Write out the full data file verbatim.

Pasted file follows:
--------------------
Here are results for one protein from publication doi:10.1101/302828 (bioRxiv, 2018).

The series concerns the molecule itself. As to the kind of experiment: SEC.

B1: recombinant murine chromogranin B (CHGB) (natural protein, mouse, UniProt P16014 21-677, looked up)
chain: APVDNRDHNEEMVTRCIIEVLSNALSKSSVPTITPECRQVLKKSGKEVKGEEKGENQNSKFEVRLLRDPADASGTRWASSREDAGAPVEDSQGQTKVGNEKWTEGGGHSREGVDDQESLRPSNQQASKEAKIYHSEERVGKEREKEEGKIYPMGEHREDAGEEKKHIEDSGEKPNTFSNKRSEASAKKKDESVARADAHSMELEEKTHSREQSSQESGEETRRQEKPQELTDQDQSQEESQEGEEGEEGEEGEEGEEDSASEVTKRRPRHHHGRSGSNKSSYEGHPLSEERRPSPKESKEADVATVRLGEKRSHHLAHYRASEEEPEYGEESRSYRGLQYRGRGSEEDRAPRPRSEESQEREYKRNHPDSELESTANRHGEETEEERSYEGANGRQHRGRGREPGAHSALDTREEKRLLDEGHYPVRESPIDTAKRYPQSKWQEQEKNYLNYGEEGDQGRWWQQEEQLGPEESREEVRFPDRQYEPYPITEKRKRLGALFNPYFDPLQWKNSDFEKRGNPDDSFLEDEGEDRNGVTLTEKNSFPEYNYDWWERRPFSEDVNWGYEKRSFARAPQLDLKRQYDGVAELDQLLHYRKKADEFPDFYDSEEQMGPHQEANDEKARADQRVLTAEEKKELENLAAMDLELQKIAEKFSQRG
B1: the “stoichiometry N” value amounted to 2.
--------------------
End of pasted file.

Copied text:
Here are results for one protein from publication doi:10.1101/302828 (bioRxiv, 2018).

The series concerns the molecule itself. As to the kind of experiment: SEC.

B1: recombinant murine chromogranin B (CHGB) (natural protein, mouse, UniProt P16014 21-677, looked up)
chain: APVDNRDHNEEMVTRCIIEVLSNALSKSSVPTITPECRQVLKKSGKEVKGEEKGENQNSKFEVRLLRDPADASGTRWASSREDAGAPVEDSQGQTKVGNEKWTEGGGHSREGVDDQESLRPSNQQASKEAKIYHSEERVGKEREKEEGKIYPMGEHREDAGEEKKHIEDSGEKPNTFSNKRSEASAKKKDESVARADAHSMELEEKTHSREQSSQESGEETRRQEKPQELTDQDQSQEESQEGEEGEEGEEGEEGEEDSASEVTKRRPRHHHGRSGSNKSSYEGHPLSEERRPSPKESKEADVATVRLGEKRSHHLAHYRASEEEPEYGEESRSYRGLQYRGRGSEEDRAPRPRSEESQEREYKRNHPDSELESTANRHGEETEEERSYEGANGRQHRGRGREPGAHSALDTREEKRLLDEGHYPVRESPIDTAKRYPQSKWQEQEKNYLNYGEEGDQGRWWQQEEQLGPEESREEVRFPDRQYEPYPITEKRKRLGALFNPYFDPLQWKNSDFEKRGNPDDSFLEDEGEDRNGVTLTEKNSFPEYNYDWWERRPFSEDVNWGYEKRSFARAPQLDLKRQYDGVAELDQLLHYRKKADEFPDFYDSEEQMGPHQEANDEKARADQRVLTAEEKKELENLAAMDLELQKIAEKFSQRG
B1: the “stoichiometry N” value amounted to 2.